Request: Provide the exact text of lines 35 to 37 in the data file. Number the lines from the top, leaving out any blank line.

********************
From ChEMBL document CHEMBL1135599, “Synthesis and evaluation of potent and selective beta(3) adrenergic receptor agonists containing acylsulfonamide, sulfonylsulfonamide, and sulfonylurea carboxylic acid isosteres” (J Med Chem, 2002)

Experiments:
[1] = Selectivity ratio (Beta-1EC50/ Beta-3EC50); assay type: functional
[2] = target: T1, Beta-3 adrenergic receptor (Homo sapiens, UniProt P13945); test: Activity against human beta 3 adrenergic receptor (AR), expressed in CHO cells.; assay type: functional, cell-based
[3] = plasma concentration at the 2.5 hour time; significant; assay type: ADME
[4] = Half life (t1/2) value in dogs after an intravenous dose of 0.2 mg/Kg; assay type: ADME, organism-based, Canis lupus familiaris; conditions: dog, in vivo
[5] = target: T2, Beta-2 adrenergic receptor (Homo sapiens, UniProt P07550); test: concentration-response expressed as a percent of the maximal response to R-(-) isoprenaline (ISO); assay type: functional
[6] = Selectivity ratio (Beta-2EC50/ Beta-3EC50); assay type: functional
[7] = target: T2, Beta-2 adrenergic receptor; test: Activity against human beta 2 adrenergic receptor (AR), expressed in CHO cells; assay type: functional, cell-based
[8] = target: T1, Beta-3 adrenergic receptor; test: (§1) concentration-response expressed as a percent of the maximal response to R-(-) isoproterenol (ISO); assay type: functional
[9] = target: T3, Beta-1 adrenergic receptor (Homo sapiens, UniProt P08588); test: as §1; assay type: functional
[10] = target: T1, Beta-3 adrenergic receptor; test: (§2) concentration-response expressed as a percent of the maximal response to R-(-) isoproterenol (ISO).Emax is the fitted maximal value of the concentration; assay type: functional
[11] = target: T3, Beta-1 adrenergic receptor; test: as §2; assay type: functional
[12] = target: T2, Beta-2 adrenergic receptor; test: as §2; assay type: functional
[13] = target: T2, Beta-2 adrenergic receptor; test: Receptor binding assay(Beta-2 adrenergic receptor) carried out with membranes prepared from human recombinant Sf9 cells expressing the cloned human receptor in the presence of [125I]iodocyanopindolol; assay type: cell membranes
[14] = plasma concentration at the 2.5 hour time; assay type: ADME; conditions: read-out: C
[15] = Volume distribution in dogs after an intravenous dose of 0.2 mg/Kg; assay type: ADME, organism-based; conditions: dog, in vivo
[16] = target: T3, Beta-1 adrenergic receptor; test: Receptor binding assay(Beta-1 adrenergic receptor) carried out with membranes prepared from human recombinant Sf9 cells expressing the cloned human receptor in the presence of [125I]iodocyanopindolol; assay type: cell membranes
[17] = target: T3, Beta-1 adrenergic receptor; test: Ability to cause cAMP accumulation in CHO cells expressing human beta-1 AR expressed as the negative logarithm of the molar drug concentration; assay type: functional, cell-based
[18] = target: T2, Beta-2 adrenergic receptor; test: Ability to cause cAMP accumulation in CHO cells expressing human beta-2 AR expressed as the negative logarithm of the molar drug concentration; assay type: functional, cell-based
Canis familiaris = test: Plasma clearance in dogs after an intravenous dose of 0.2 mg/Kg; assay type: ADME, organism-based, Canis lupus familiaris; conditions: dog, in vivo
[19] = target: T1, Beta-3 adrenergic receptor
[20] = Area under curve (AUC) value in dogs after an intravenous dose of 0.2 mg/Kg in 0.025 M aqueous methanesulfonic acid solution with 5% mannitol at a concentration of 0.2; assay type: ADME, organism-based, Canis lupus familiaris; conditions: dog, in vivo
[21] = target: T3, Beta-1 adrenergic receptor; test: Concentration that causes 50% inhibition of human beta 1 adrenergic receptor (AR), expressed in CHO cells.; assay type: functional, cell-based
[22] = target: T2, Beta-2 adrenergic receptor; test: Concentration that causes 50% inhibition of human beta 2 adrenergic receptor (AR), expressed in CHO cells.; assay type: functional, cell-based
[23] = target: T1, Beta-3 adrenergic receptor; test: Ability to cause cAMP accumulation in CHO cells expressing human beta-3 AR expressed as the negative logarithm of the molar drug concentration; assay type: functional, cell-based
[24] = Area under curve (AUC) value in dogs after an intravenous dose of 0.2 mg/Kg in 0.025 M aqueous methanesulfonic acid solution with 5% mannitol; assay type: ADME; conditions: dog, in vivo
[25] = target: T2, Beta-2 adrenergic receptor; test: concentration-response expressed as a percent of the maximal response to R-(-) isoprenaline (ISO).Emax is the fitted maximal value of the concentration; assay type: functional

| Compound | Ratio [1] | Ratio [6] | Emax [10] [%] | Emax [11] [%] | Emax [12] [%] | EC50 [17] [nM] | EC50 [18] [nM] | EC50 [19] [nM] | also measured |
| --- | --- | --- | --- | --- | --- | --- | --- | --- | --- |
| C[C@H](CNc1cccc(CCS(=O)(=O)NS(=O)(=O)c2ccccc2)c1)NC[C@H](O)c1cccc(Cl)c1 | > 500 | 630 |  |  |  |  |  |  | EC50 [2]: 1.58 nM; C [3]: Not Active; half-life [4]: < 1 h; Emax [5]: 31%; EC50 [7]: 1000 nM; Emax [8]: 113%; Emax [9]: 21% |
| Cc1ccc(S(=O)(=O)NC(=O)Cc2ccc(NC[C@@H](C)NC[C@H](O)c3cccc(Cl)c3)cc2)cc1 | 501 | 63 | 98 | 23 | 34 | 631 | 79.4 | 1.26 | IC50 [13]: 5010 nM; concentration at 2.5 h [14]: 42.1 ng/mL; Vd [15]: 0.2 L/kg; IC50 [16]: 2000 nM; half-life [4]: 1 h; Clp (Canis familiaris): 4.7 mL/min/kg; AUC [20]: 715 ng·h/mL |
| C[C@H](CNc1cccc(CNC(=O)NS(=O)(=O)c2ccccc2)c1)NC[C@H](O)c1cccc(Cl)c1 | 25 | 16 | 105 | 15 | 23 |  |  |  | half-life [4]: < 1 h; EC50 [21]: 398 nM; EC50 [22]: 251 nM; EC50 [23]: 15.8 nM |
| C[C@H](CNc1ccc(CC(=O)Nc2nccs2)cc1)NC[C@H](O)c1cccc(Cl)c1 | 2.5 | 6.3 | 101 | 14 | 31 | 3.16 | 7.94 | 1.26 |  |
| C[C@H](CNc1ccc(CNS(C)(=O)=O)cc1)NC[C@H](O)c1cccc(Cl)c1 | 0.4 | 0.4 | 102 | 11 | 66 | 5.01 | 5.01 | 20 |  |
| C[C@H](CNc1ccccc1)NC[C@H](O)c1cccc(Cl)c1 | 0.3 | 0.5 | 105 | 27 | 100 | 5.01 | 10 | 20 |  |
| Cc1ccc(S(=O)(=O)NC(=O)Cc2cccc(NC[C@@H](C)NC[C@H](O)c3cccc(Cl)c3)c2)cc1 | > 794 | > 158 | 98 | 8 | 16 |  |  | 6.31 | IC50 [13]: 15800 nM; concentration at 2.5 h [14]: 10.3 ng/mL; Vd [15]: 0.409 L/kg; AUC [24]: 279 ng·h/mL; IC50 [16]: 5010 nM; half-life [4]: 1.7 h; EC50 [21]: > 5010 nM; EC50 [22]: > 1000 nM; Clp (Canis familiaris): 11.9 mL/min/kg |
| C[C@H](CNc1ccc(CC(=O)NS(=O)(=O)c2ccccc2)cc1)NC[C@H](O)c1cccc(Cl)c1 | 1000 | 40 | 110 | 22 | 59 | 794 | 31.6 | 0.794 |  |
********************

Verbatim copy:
| C[C@H](CNc1ccc(CNS(C)(=O)=O)cc1)NC[C@H](O)c1cccc(Cl)c1 | 0.4 | 0.4 | 102 | 11 | 66 | 5.01 | 5.01 | 20 |  |
| C[C@H](CNc1ccccc1)NC[C@H](O)c1cccc(Cl)c1 | 0.3 | 0.5 | 105 | 27 | 100 | 5.01 | 10 | 20 |  |
| Cc1ccc(S(=O)(=O)NC(=O)Cc2cccc(NC[C@@H](C)NC[C@H](O)c3cccc(Cl)c3)c2)cc1 | > 794 | > 158 | 98 | 8 | 16 |  |  | 6.31 | IC50 [13]: 15800 nM; concentration at 2.5 h [14]: 10.3 ng/mL; Vd [15]: 0.409 L/kg; AUC [24]: 279 ng·h/mL; IC50 [16]: 5010 nM; half-life [4]: 1.7 h; EC50 [21]: > 5010 nM; EC50 [22]: > 1000 nM; Clp (Canis familiaris): 11.9 mL/min/kg |